Obama touts economic plans on campaign odyssey

By Patricia Zengerle

MENOMONEE FALLS, Wisc. (BestGrowthStock) – President Barack Obama criss-crossed the United States on Monday touting his economic stimulus policies and slamming rival Republicans as he campaigned for Democrats fighting to keep control of the U.S. Congress in November’s elections.

At a stop at a battery plant in Wisconsin he sought to convince voters he can ease high unemployment and has a plan to fix a slowing economy in which fears of a double-dip recession have grown recently.

Obama took aim at Republicans, whom he said seek to turn back the clock by resisting his administration’s efforts to bolster the sagging economy.

“These are the same folks in Washington who made the political calculation that it was better to stand on the sidelines than work as a team to help the American worker,” Obama said.

“They said ‘no’ to small business tax cuts, ‘no’ to rebuilding infrastructure, ‘no’ to clean energy projects. They even voted against getting rid of tax breaks for shipping jobs overseas.”

“We expect our commitment to clean energy to lead to more than 800,000 jobs by 2012,” he told a small crowd at ZBB Energy Corp., a maker of high-tech batteries. Obama’s plans to revive U.S. manufacturing includes offering economic incentives to domestic producers of clean-energy products.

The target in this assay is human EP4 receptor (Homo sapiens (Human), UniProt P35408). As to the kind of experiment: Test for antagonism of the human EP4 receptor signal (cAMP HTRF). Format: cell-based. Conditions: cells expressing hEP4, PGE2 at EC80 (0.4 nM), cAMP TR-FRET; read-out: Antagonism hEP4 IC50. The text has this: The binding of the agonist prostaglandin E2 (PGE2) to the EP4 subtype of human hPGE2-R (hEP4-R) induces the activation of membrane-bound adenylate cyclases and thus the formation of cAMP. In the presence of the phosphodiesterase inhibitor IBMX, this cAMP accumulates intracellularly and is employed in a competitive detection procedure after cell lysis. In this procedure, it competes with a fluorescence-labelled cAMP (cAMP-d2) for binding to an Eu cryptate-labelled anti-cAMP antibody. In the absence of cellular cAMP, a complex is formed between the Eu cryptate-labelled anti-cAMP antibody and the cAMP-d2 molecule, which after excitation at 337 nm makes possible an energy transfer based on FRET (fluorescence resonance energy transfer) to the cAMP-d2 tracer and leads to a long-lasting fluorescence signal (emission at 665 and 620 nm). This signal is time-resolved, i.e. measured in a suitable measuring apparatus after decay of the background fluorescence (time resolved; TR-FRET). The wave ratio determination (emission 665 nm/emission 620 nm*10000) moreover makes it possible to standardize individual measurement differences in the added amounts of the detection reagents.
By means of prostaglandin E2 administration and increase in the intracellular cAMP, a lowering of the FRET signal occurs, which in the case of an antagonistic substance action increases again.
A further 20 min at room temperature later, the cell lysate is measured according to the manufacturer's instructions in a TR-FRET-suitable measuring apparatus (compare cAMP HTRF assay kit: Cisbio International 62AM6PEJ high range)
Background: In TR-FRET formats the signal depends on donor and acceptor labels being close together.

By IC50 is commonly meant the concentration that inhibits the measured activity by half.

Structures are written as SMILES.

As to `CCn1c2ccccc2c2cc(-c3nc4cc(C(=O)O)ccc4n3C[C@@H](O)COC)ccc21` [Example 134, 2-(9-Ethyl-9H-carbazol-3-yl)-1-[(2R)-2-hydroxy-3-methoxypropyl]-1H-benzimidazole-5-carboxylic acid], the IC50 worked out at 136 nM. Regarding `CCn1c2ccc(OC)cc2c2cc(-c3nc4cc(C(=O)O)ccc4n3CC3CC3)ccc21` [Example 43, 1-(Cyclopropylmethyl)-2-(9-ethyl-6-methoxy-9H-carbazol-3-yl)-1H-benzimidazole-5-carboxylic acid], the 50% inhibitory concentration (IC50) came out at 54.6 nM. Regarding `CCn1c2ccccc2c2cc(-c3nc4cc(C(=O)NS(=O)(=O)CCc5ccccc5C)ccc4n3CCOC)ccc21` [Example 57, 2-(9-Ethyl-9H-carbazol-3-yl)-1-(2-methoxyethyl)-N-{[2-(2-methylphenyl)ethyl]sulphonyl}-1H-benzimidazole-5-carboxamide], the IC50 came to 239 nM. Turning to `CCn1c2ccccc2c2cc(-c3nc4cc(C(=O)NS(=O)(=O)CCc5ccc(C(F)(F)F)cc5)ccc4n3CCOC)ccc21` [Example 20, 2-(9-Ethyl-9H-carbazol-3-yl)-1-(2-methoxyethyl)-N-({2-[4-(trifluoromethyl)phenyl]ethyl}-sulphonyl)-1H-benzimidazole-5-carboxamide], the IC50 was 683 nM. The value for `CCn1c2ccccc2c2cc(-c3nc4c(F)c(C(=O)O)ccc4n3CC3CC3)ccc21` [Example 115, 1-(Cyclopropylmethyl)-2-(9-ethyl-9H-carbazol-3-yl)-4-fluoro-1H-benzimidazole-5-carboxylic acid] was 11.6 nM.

The factory stop was the first on a cross-country odyssey that will also take Obama to California, Washington, Ohio and Florida in three days for a series of fundraisers for Democrats running in the mid-terms.

Obama traveled from ZBB to central Milwaukee, where he spoke at a fund-raiser for Milwaukee Mayor Tom Barrett, who is running to be the next governor of Wisconsin.

The Democrats’ chances in November are complicated by Obama’s approval ratings — which hover in the mid- to lower-40 percent range — and fears that the economic recovery may peter out and the country may slip back into recession.

A sharp widening in the U.S. trade deficit forced economists to revise down estimates for second-quarter growth, indicating the slowdown has come more quickly than pessimists expected.

Steadfast weakness in housing, along with a stubbornly high unemployment rate of 9.5 percent, were among factors that led the U.S. Federal Reserve last week to offer more monetary stimulus to the economy.

The Fed said it will funnel cash from maturing mortgage-backed securities it acquired during the financial crisis into further purchases of Treasury bonds in an effort to keep long-term rates low and spur more lending.

(Editing by Alan Elsner)

Obama touts economic plans on campaign odyssey